What causes that ‘skunky’ odour emitted by cannabis production facilities, and what do these emissions mean for air quality, workers and the general public?
Those are among the questions asked in a new University of British Columbia study led by Davi de Ferreyro Monticelli, a doctoral student in UBC’s department of earth, ocean and atmospheric sciences. The study contends that the time to address these and other knowledge gaps is now, while the industry is still developing.
“This is a relatively new industry which is growing with the rise in cannabis legalization worldwide. Effective emission control practices and environmental policies are needed before new industrial practices become entrenched, and addressing the gaps identified in our review is a first step,” de Ferreyro Monticelli says.
Research suggests a facility growing about 1,700 cannabis plants can emit the same odour concentration as a livestock operation with about 30 pigs or about 1,600 chickens. “So, although their smells are not the same, one cannabis plant might be equivalent to about one chicken with respect to the intensity of the odours it produces.”
Cannabis smell has been linked to two classes of chemicals – terpenes and volatile sulphurous compounds, but it’s unknown which type contributes more to the odours. A better understanding would help the industry and policy makers control odorous emissions more effectively, de Ferreyro Monticelli says.
Among 16 major gaps to be addressed by researchers, regulators and industry is the measurement of air quality in and around cannabis facilities. Real-time sampling to capture changes in the composition of the air within short periods to properly understand the impact of cannabis facilities on overall air quality.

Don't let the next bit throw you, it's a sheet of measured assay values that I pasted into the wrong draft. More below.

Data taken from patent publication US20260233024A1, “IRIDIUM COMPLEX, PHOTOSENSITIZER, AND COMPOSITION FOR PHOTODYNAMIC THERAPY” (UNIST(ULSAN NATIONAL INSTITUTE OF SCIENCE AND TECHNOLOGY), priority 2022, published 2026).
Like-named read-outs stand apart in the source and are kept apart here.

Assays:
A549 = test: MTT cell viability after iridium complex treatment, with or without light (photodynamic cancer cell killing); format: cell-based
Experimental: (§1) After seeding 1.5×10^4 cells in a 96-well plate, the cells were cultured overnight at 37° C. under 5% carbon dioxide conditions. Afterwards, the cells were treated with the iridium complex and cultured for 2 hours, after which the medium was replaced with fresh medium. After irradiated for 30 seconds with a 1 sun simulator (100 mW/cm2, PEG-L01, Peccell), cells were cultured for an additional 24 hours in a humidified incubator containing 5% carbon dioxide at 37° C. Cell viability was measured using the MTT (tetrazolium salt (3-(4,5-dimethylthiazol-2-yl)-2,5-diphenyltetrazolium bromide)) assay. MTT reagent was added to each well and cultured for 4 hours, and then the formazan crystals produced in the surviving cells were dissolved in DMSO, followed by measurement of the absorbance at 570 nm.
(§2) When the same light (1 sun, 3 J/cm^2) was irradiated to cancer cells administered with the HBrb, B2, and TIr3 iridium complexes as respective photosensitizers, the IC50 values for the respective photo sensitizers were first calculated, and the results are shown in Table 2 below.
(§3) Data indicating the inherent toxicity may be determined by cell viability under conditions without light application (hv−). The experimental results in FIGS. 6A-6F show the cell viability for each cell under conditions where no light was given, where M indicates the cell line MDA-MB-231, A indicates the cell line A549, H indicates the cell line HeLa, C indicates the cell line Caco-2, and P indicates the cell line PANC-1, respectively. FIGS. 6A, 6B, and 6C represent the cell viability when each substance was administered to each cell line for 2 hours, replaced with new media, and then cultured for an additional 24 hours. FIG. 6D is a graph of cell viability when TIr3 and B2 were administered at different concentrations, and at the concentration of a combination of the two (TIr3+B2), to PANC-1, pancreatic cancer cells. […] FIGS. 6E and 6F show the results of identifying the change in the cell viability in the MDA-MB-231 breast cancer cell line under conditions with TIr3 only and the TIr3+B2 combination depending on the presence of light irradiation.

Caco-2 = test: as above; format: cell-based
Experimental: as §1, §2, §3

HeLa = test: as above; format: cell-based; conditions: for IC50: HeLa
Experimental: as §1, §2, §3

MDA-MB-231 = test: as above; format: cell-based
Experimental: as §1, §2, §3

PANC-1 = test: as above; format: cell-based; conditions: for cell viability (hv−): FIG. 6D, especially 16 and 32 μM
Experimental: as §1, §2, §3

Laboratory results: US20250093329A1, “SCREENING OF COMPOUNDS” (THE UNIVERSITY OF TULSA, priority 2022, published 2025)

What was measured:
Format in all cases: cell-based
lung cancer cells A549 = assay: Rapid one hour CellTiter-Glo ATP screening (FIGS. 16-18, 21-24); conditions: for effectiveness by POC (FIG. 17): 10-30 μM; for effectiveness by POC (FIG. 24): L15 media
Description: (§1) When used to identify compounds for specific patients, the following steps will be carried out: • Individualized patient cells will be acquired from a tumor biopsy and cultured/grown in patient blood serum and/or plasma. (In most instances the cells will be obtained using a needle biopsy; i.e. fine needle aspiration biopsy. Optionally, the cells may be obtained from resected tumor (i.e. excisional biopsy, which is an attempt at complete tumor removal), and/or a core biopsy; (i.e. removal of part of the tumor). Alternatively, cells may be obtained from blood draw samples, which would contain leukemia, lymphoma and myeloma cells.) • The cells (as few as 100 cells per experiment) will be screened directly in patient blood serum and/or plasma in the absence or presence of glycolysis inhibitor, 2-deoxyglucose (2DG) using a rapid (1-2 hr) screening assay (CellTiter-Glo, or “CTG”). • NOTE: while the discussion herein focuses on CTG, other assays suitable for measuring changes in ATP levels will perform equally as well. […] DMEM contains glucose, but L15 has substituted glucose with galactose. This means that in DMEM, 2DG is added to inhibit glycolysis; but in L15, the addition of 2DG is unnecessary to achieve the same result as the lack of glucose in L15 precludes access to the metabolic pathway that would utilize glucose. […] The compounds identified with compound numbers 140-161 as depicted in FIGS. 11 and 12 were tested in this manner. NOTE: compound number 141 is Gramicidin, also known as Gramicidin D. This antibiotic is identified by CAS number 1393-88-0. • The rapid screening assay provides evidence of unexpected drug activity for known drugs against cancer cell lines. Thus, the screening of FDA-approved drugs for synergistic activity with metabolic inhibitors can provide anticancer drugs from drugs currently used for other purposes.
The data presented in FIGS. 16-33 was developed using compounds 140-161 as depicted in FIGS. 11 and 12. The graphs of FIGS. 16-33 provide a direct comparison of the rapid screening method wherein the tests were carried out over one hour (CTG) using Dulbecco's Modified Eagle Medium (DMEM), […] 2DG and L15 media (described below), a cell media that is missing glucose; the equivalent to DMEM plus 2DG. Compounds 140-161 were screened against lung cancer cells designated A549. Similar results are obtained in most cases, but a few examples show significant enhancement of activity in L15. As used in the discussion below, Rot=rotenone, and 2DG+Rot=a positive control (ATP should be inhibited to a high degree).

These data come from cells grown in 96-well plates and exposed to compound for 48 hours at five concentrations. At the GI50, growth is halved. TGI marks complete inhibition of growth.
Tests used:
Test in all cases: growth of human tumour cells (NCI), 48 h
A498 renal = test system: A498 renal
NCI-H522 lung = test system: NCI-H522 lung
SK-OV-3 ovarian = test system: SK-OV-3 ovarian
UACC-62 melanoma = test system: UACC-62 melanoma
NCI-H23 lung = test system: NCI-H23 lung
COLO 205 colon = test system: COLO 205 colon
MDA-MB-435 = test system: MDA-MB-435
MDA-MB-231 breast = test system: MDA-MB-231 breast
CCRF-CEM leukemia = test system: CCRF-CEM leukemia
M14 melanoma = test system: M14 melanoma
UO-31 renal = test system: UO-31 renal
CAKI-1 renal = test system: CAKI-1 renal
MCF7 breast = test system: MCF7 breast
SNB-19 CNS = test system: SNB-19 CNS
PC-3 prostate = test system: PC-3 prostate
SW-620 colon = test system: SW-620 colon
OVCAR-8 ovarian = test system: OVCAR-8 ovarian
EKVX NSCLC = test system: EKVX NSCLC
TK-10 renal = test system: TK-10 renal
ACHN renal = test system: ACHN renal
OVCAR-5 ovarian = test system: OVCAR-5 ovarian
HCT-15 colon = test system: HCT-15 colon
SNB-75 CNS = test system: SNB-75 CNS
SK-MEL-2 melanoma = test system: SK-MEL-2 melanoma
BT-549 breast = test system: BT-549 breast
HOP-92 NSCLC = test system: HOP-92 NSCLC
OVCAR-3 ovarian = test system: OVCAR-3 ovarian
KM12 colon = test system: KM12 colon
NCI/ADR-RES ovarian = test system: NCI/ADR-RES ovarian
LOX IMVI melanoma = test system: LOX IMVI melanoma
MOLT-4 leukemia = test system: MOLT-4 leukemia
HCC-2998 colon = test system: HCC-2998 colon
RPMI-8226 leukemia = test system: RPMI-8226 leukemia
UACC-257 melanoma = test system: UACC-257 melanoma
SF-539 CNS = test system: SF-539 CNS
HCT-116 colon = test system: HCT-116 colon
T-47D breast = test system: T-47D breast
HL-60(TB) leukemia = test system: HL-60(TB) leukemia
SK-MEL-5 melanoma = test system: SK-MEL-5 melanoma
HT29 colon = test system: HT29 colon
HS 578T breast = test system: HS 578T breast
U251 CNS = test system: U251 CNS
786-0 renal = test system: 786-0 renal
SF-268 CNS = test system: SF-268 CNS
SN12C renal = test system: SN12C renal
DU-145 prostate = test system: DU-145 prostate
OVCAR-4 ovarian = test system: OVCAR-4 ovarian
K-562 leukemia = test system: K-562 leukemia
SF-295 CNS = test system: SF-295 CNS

Creating and maintaining a database of different cannabis strains and their emissions will also improve the accuracy of cannabis cultivation emission inventories over time.
UBC researchers also looked beyond regulations to consider measures that could bring innovation or advantage to the industry. “For instance, some studies claim that by controlling environmental variables such as temperature, humidity, and concentrations of volatile organic compounds, one can increase the relative value of the crop and even standardize the chemical content in the cannabis flowers.”
And just how do scientists assess odour?
One way is through ‘dynamic olfactometry’ analyses, de Ferreyro Monticelli explains. “People capture a sample of air near a known odorous source and bring it back to the lab so it can be sniffed by trained assessors. The sample is first diluted with clean air and then concentrated further and further until half of the assessment panel can smell it. When this happens, the level of dilution is converted into an odour concentration. This has been performed for many industries and operations, including cannabis facilities, waste and wastewater treatment, and livestock operations.”
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